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Olympus PEN E-PL9 Camera Review

Read our updated review of the new Olympus PEN E-PL9, with a 16mp sensor, 4K video, and numerous shooting modes.

| Olympus PEN E-PL9 in Mirrorless Cameras

Olympus PEN E-PL9 Camera Review: Olympus PEN EPL9 White (3)

Quick Verdict

The Olympus PEN E-PL9 is a stylish mirrorless camera, that delivers excellent image quality, with numerous shooting features, and a wide range of lenses making this a great choice. With recent price reductions, this camera is even better value for money, and offers a lot for the money, including 4K video with in-camera image stabilisation.

+ Pros

  • Stylish colour options
  • Built-in pop-up flash
  • 4K video recording
  • Great JPEG results straight from the camera
  • Excellent noise performance
  • In-camera image stabilisation
  • Improved user interface

- Cons

  • Main (setup) menu system could be improved
  • Does not feature 5-axis IS of E-M10 III


Olympus PEN E-PL9 Camera Review: Olympus PEN EPL9 Black (13)

Olympus’ latest PEN camera, the E-PL9, updates the E-PL8, and now features 4K video recording, 3-axis image stabilisation, a built-in pop-up flash, and Bluetooth. The 16mp Micro Four Thirds camera is available in white, light brown, and black.

Olympus PEN E-PL9 Features

Olympus PEN E-PL9 Camera Review: Olympus PEN EPL9 Brown (2)

The camera features the same 16 megapixel Micro Four Thirds sensor as the E-PL8, but with a new image processor (which is said to be the same as the flagship E-M1 Mark II). This should mean there’s an improvement in noise performance and image quality. The camera has 3-axis sensor-based image stabilisation, like the E-PL8.

The 3inch tilting touch-screen tilts up and down, with it possible to tilt completely down and forwards for selfie shots. You can view a dual-axis electronic level on the screen.

The camera records 4K video at 30/25/24fps, and the 3-axis image stabilisation will help keep videos steady and smooth. Stereo microphones are built-in.

There’s built-in Wi-Fi, and this has been joined by low-power Bluetooth so that you can connect to your smartphone or tablet using Bluetooth. Here's a quick comparison of the main differences between the two cameras:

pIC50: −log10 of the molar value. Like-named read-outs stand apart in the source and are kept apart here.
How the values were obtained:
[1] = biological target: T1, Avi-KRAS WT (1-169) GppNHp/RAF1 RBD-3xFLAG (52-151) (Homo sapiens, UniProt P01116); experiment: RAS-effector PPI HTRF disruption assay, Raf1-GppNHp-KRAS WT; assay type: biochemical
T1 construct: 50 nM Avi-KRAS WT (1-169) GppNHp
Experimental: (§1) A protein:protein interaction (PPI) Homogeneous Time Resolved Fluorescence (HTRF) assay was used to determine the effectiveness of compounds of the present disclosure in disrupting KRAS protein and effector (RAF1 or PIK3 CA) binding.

4K Video FullHD Video
121 AF points 81 AF points
2 new Art Filters -
Bluetooth + Wi-Fi Wi-Fi
Advanced Photo Mode -
Built-in Pop-up Flash External flash
- Accessory Port (EVF)
Updated Grip -


The shooting modes available have been updated, to include Advanced Photo (AP) mode, which is designed to make it easier to use some of the more advanced shooting modes, of which there are many, including Live Composite, Live Time, Multi-Exposure, HDR, Silent, Panorama, Keystone Compensation, AE Bracketing, and Focus Bracketing.

The scene modes have been updated with a new graphical user interface, and you can use the touch-screen to select the scene mode you want. These have been designed to be easy to use, and the Nightscenes including "Light Painting" and other night scene modes that you can use, without advanced photographic knowledge.

There's an Auto mode, with easy on-screen controls, P, A, S, and full manual controls. The number of AF points has been updated, with the camera now featuring 121, compared to 81 on the E-PL8.

Olympus PEN E-PL9 Camera Review: Olympus PEN EPL9 Black (9)

Key Features

  • 16.1 megapixel Micro Four Thirds CMOS sensor
  • Micro Four Thirds lens mount
  • 3-axis sensor-shift image stabilisation (up to 3.5 stops)
  • 3inch tilting touch-screen, 1040K dot resolution
  • 4K video at 30/25/24fps
  • FullHD video recording at 60p, stereo sound
  • ISO100 to ISO25600 (extended)
  • Bluetooth and Wi-Fi connectivity
  • 8.5fps continuous shooting
  • HDR, Focus Peaking
  • 31 Art Filters
  • Available in black/silver, white/silver, and brown/silver

Olympus PEN E-PL9 Handling

Olympus PEN E-PL9 Camera Review: Olympus PEN EPL9 Black (1)

The Olympus PEN E-PL9 features a mostly plastic bodied camera, and on top, the metal dials and shutter release button give the camera a more premium feel. The front grip has been improved over the E-PL8.

The rear grip for your thumb is quite small, and some of the buttons seem quite small, but they are clearly labelled, and the 4-way controller around the OK button gives quick access to some of the key controls.

The rear touch-screen looks good, with a decent resolution of 1040K dots. The frame surrounding it is quite large, and it would be nice if Olympus were able to slim this down in future models.

Olympus PEN E-PL9 Camera Review: Olympus PEN EPL9 Screeens (2)